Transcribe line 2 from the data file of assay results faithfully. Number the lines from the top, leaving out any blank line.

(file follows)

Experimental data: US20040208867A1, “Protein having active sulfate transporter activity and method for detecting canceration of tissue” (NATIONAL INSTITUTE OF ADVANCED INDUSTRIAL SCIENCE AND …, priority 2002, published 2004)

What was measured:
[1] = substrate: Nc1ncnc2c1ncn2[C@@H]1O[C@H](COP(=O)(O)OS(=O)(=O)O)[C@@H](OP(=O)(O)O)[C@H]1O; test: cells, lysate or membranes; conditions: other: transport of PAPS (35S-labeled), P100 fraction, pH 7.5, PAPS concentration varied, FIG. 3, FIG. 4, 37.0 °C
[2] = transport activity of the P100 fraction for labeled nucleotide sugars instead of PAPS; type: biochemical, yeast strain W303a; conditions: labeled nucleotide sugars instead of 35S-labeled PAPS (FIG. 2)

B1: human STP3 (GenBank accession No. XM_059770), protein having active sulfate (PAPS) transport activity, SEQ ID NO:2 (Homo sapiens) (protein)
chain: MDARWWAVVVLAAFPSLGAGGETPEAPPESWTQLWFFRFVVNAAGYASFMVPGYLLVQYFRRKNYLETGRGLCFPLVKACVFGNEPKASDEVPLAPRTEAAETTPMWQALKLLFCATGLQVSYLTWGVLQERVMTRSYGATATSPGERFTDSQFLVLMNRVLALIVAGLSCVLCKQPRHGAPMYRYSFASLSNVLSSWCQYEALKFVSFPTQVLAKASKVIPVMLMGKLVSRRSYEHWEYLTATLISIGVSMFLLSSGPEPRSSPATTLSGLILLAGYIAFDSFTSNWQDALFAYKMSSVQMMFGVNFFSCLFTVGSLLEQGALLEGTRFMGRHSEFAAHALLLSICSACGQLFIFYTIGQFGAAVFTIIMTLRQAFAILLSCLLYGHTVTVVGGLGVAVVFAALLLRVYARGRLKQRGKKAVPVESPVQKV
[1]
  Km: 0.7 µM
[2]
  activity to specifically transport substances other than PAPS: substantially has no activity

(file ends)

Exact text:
What was measured: